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August 1, 2014

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Officials upbeat after pitching Las Vegas to host GOP convention

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Karoun Demirjian

Balloons fall from the ceiling after Mitt Romney accepts the presidential nomination at the Republican National Convention in Tampa Thursday night on Aug. 30, 2012.

Representatives for Las Vegas pitched the city to the Republican National Committee this morning as a potential host for the party’s 2016 convention, coming away upbeat about their chances.

“It was a wonderful conversation, and we are very hopeful that we will advance from the 8 round to the Final Four,” Lt. Gov. and Las Vegas 2016 Chairman Brian Krolicki said, likening the competition to the NCAA basketball tournament.

Las Vegas’s presentation actually “went into overtime,” running about 30 minutes past its allotted hour, Krolicki said.

“They were extremely interested. I was impressed by the thoughtful questions and by their body language and by the responses,” said former Nevada Gov. Bob List, also on the Las Vegas 2016 presentation team. “We’re being taken seriously, and we’re in the running.”

“It’s undeniable that Las Vegas, logistically, would be able to do a good job,” List said. “Not having had access to or been privy to the presentations from other cities, of course, it’s impossible to know what they heard from anybody else. But I came away feeling very positive about our chances of making it into the next round.”

One question that remains unanswered: Whether the Republican Party is ready to attach itself to a place that goes by the moniker of Sin City.

The topic came up in the bid review.

“That really was my bailiwick, to talk about the fact that we’re a real community, that we have family values,” List said, noting that he talked about, among other things, the city’s diversity, schools and civic groups. “I think we addressed those concerns quite well.”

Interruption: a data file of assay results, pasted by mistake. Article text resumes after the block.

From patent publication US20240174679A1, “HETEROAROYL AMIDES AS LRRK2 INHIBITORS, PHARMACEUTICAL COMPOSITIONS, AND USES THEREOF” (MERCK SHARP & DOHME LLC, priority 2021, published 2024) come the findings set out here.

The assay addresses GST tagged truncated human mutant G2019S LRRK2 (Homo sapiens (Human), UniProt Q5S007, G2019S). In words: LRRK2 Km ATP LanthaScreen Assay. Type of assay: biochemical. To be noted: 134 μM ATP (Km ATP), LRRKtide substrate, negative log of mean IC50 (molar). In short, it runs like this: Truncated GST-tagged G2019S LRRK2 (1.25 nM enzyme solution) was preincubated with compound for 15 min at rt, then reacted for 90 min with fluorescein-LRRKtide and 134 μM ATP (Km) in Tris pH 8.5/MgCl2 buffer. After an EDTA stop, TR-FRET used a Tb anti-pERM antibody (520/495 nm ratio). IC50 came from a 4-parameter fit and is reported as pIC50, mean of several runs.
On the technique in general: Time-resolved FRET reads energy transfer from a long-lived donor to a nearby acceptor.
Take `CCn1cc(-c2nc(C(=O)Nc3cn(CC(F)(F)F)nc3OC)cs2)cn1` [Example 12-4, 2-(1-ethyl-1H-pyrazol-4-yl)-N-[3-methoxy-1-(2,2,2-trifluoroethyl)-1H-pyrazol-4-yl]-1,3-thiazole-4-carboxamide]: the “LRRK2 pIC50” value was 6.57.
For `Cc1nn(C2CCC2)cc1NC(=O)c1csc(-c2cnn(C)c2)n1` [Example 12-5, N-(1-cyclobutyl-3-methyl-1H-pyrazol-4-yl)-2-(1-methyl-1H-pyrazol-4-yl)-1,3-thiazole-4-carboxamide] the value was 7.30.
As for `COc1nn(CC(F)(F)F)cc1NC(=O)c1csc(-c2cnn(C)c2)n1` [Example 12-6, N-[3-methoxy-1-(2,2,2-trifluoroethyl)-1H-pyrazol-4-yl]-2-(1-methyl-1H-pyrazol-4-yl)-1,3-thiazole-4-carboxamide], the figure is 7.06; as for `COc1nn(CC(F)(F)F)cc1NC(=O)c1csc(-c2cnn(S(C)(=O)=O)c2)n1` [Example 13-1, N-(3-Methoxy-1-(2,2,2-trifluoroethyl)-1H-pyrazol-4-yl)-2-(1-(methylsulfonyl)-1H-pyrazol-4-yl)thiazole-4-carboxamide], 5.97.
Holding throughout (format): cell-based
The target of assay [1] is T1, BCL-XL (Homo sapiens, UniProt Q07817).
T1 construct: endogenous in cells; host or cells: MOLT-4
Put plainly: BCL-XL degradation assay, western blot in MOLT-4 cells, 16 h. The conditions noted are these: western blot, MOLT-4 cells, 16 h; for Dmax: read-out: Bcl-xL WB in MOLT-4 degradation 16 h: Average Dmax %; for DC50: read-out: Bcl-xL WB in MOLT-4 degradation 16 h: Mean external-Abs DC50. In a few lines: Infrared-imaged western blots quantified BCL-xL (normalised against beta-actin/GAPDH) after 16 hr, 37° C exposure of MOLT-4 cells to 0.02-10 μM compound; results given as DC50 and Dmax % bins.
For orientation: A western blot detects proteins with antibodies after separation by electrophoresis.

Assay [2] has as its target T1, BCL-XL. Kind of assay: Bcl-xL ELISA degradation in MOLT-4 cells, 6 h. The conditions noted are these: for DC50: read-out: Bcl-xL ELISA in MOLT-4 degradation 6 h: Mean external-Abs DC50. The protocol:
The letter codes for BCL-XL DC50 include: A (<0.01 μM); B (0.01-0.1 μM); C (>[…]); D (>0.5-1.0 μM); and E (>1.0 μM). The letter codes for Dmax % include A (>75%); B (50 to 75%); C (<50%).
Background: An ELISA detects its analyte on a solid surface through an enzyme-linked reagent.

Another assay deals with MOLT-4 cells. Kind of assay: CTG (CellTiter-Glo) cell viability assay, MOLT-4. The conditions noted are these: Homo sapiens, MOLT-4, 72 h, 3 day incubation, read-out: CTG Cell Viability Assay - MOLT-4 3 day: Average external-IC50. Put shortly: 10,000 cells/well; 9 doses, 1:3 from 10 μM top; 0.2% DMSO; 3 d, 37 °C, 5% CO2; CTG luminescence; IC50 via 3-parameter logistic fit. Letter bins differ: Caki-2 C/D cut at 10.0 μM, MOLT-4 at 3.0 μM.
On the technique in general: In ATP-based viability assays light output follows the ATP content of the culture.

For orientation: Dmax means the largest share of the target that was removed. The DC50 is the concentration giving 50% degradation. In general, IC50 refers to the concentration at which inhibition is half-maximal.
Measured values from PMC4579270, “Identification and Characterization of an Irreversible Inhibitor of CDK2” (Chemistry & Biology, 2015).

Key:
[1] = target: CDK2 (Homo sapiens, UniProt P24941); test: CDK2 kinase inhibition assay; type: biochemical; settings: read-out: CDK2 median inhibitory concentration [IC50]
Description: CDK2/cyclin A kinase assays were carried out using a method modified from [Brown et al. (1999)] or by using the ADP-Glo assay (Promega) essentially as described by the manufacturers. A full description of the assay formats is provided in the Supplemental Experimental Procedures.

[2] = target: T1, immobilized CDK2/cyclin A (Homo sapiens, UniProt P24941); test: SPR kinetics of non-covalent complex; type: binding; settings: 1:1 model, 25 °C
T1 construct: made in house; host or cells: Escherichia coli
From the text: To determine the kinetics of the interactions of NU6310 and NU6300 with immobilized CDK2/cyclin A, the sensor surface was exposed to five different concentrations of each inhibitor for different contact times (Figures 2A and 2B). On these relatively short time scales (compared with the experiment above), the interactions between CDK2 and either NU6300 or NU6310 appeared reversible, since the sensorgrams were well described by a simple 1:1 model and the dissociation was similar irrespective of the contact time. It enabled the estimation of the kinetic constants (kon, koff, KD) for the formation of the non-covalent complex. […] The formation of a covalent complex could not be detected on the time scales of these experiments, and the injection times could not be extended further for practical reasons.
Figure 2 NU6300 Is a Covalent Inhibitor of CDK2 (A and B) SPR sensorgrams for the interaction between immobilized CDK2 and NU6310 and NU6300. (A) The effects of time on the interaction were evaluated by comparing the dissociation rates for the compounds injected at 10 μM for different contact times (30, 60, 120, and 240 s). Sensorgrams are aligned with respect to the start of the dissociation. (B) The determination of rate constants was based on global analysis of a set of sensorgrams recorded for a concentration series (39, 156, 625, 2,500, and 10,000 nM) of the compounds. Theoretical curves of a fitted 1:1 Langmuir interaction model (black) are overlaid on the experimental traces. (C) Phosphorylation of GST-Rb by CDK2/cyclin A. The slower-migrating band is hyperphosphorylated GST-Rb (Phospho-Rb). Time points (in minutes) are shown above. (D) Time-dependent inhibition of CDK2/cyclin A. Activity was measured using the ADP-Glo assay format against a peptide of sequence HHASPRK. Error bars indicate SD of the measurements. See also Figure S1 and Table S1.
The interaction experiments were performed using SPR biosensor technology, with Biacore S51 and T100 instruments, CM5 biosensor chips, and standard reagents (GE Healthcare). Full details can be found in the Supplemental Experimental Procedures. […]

It is not known when the RNC will take the next step of asking cities still in the running for site visits.

“I don’t know when or how many they’ll choose,” Krolicki said. “We hopefully were compelling in our story, and I think they will be shocked and awed when they can see the capabilities of Las Vegas for themselves.”

The pitch meeting was a long time coming.

Las Vegas representatives had expected to make their pitch earlier this month, but a snowstorm in the Washington, D.C., area sidetracked their plans, along with those of a handful of other cities, including one that may prove to be Las Vegas’s main competition: Dallas.

Representatives of the Dallas committee boasted that they already have raised most of the money to host the convention, according to a report in the Dallas Morning News.

Las Vegas officials, meanwhile, expressed confidence they can come up with the $55 million to $70 million necessary to run the convention. Las Vegas also has more space available to host the event, whether for media, skyboxes or in the sheer number of hotel rooms, officials said.

Las Vegas 2016 team members reminded the committee that in the last presidential election cycle, Las Vegas raised more money than any other city, with $96 million for the Republican Party coming from Strip casinos alone.

“We have demonstrated an ability to not only raise money, but to give to causes outside of Nevada, and [the RNC] understand that very well,” Krolicki said.

Las Vegas may also find its chances buoyed by a potential Achilles’ heel in Dallas’s bid: Timing.

The RNC has not decided whether to host the convention in June or July, and Dallas only has one weekend for certain in mid-July to host the event.

In Las Vegas, June and July are fairly slow for conventions, making clearing space on the city’s calendar relatively easy. “It’s a question of blending and coordinating,” List said.

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